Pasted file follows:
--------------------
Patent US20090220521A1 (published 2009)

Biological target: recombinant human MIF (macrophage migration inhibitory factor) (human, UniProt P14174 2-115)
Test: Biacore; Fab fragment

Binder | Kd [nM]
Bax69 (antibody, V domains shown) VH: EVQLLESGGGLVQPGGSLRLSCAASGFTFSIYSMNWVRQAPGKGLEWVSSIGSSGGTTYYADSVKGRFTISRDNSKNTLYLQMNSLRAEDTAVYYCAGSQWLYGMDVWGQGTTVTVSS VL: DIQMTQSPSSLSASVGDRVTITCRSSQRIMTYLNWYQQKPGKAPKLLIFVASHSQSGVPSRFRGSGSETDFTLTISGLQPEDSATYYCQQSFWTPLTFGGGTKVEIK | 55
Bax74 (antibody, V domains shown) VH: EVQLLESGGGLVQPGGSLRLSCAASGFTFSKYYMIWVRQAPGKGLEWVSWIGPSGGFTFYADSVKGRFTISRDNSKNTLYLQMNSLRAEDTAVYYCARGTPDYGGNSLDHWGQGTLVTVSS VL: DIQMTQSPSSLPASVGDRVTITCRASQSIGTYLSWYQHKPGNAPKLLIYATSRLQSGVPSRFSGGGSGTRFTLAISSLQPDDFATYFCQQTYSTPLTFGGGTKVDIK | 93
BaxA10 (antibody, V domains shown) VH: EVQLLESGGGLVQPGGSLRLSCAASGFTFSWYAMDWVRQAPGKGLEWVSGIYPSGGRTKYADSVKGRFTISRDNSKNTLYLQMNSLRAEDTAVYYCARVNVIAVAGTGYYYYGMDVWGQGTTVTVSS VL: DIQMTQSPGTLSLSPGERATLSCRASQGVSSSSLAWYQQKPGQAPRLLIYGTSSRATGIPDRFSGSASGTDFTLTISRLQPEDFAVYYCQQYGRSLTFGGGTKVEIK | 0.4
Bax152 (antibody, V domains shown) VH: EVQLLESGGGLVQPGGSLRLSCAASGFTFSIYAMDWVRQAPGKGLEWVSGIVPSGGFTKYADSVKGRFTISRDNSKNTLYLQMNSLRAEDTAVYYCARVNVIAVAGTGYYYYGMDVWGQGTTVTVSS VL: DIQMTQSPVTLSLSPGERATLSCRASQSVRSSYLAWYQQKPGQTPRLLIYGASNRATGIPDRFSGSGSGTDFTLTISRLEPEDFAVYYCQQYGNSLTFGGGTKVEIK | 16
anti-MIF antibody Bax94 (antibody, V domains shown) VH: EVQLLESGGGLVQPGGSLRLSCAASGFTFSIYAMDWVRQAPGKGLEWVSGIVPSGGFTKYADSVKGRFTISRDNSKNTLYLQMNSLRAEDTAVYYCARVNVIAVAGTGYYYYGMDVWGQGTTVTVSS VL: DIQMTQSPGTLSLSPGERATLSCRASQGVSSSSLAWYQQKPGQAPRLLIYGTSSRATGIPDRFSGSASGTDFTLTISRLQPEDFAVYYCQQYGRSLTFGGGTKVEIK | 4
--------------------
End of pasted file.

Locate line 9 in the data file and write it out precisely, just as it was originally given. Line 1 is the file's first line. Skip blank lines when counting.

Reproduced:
anti-MIF antibody Bax94 (antibody, V domains shown) VH: EVQLLESGGGLVQPGGSLRLSCAASGFTFSIYAMDWVRQAPGKGLEWVSGIVPSGGFTKYADSVKGRFTISRDNSKNTLYLQMNSLRAEDTAVYYCARVNVIAVAGTGYYYYGMDVWGQGTTVTVSS VL: DIQMTQSPGTLSLSPGERATLSCRASQGVSSSSLAWYQQKPGQAPRLLIYGTSSRATGIPDRFSGSASGTDFTLTISRLQPEDFAVYYCQQYGRSLTFGGGTKVEIK | 4